Autumn is my favorite season in Italy – not just for the mild days and starry nights, but also for the centuries of history embedded in the Italian words for its months, rituals and celebrations.
As the hours of sunlight diminish and those of darkness increase, you can feel change in the air. According to an Italian proverb, In settembre, la notte al dì contende (in September, the night competes with the day).
The names of the months of autumn date back to ancient Rome — and remind us that our calendar (calendario) was one of the enduring gifts of Julius Caesar. Before his time the Roman calendar had only ten months. January and February as we know them didn’t exist.
The new year began in March, with the beginning of field work to plant new crops. The Latin numbers seven, eight, and nine — septem, octo and novem — gave their names to the months of September, October and November.
By the first century B.C., the calendar was several months out of whack with the seasons. In 48-47 B.C. Caesar, planning massive military campaigns in the East, wanted a single official calendar in synch with the sun. Consulting with a Greek astronomer and mathematician, he devised a new calendar consisting of 12 months and 365 days, with a leap year inserted every fourth year.
Shortly before his assassination, Caesar gave his name to what had been quintus, the fifth month, which we know as July. His successor Augustus bestowed his name on sextilis (the sixth month). But the final months of the new calendar retained their numerical names.
Autumn also brings the abundance of the harvest, which translates into several words — raccolto, messe and mietitura –– in Italian. However, the grape harvest has a name of its own: la vendemmia.
Vine-growers (viticoltori)) keep a close eye on their vines (viti) to determine when the grapes are ready for harvest (vendemmiabile). If there’s a threat of damaging rain, grape pickers (vendemmiatori) may have to work by the light of the harvest moon (luna della vendemmia) to save their crops. At the cantina, bunches of grapes are sorted, washed, stemmed and crushed.
Then everyone waits, hoping that this will turn out to be una buona annata (a vintage year). The novello (new) wine is uncorked and enjoyed during Italy’s equivalent of America’s Indian summer — l’estate di San Martino, the summer of St. Martin, whose onomastico or saint’s day falls on November 11. As a traditional saying puts it, “Per San Martino, cadono le foglie e si spilla il vino.” (For St. Martin, the leaves fall, and the wine is tapped.”)
Food and faith come together in other fall feast days. For the feast of Santa Croce (the Holy Cross) on September 14, la pertica sul noce (the walnuts are ready for harvest) — by knocking them down with a pole. For Saint Matthew’s feast on September 21, piangi le ultime pesche che mangi (you cry for the last peaches that you eat).
September 29 celebrates the Santi Arcangeli: the Archangels Michele (Michael), Gabriele (Gabriel) and Raffaele (Raphael). But beware of rain on this day! Se l’angelo si bagna l’ale, piove fino a Natale. (If the angel gets its wings wet, it will rain until Christmas.)
September 30 commemorates the death of a Roman widow named Sofia, a devout Christian who named her three daughters after the core virtues of Christianity: Faith (Fede), Hope (Speranza) and Charity (Carità). When the cruel Emperor Hadrian demanded that the beautiful young girls worship the ancient gods, they refused, and the furious emperor ordered them to be tortured.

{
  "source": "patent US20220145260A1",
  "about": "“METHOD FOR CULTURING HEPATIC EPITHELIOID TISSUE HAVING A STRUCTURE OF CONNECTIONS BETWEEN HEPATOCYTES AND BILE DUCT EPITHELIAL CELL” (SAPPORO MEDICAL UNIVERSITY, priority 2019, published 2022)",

Twelve-year-old Faith was scourged and placed on a red-hot grill, yet remained unharmed. Ten-year-old Hope was cast into a cauldron of boiling oil and pitch, but the kettle melted around her like wax. Nine-year-old Charity was thrust into a furnace, which exploded, burning her tormentors. At Hadrian’s order, all three girls were beheaded. Their loving mother laid the three headless corpses in a coffin and thanked God for bringing them as His brides into heaven.
October 4 marks the feast of one of the most beloved saints, San Francesco of Assisi, who renounced all earthly possessions and formed a religious order of “begging brothers.” Wearing the crude brown robes of the poorest Umbrian beggars, the Lord’s troubadours wandered the countryside chanting God’s praises in songs called laudes that Francesco wrote in the Umbrian dialect.
Even animals responded to his heartfelt words. When a monstrous wolf (un enorme lupo) terrorized the town of Gubbio, the friar approached the beast. The wolf lunged at him, but Francesco entreated him not to eat “Brother Ass” (Fratello Asino, as he referred to his body). The wolf curled up at his feet. In Greccio near Assisi. Francesco brought a real ox and donkey into the church at Christmas time to create the first Nativity scene.
The final harvest of the season comes in November: the raccolta delle olive. Many Americans think of olives as simply black or green, but Italians recognize and appreciate regional varieties, such as moraiolo (a Tuscan olive that produces a fruity oil with an intense flavor), leccino (which produces an extremely mild, golden-yellow oil with a delicate almond flavor), frantoio (which yields a fruity green oil that is not aggressively olive-y) and taggiasca (a Ligurian olive that produces small fruit and a light aromatic oil).
Fall is the perfect time to sample them all. Buon autunno a tutti!
Dianne Hales [www.dianne hales.com] is the author of LA BELLA LINGUA: My Love Affair with Italian, the World’s Most Enchanting Language and MONA LISA: A Life Discovered.